Didier Moreau is one of a handful of obscure artists whose work I go searching for now and then in the hope that more of it may have been posted somewhere. Moreau’s drawings first came to my attention via the marvellous Art Nouveau Revival 1900 . 1933 . 1966 . 1974 exhibition catalogue but details about either the artist or his work are scant, especially on Anglophone sites where more recent French artists tend to be marginalised at the best of times. Matters aren’t helped by there being several Didier Moreaus in the world, and the possibility that Didier the artist may not have produced a great deal of work after the early 1970s.
L’Amour, a portfolio of drawings from 1973 was discovered on an auction site. The drawings themselves date from 1970, and look very much like improvised pieces. The examples in Art Nouveau Revival were vaguely erotic in tone but distinctly Beardsley-like in style; the pieces here are much more erotic (hence the title) but with a style that’s closer to Hans Bellmer: all those fused bodies, multiplied limbs and sinuous, organic forms. If something like this can turn up out of the blue you have to wonder what else may come to light in the future.
Continue reading “L’Amour by Didier Moreau”
Catalogue for Art Nouveau Revival 1900 . 1933 . 1966 . 1974. Peacock feather not included.
Regular readers may recall my mention of the Musée d’Orsay exhibition Art Nouveau Revival which was launched late last year. I didn’t get to see the exhibition, unfortunately, but this week I finally ordered a copy of the catalogue, an expensive cloth-bound volume with essays (in French) by Philippe Thiébaut, Stephen Calloway, Irene de Guttry, Thierry Taittinger and Philippe Thieryre. Despite the ruinous postal charges incurred by the book’s weight this was worth every euro, it being the kind of polymorphous production which in solipsistic moments one can choose to believe was created solely for your own benefit.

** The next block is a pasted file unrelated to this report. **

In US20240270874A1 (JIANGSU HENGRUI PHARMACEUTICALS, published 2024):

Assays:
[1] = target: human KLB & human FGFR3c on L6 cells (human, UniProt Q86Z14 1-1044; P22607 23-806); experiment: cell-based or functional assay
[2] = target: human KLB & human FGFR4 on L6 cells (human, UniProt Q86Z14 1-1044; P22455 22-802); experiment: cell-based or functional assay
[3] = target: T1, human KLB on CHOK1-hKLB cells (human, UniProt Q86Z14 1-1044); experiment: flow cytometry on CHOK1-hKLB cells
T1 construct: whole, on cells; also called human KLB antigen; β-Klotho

Aubrey again, album covers from 1974.
Much of the subject matter has been explored here in various small ways, with the curators following the influence of Art Nouveau through Surrealism (mainly Dalí) to the psychedelic art of the 1960s and on into the Pop Nouveau (for want of a better term) which flourished in the first half of the 1970s. Among the familiar Aubrey Beardsley graphics and psychedelic posters there are also some pleasantly surprising inclusions, including illustrations by Philippe Jullian (yes, I’m still intending on writing about him at some point), yet more Beardsley album covers, film posters, and even some of the sillier films of the late-60s such as Casino Royale. Being a French exhibition there’s a section devoted to comic strips which includes work by Moebius, Philippe Druillet and Guido Crepax.
Sex and LSD, a spread from Playboy, 1967.
It’s common to see parallels drawn between the 1890s and the 1960s but the strange blooms of vulgarised fin de siècle style which burgeoned in the wake of psychedelia are seldom given much attention. One of the great things about this catalogue is the amount of ephemera the curators chose to include such as magazine ads and trend-chasing album sleeves. It was precisely this blend of 1890s + 1960s + 1970s I sought to capture in my recent cover for Dodgem Logic. As I said, it’s an expensive book but for anyone drawn to this aesthetic hothouse it’s also an essential purchase. Art Nouveau Revival can be ordered direct from the museum shop. Further samples follow.
Continue reading “The Art Nouveau dance goes on forever”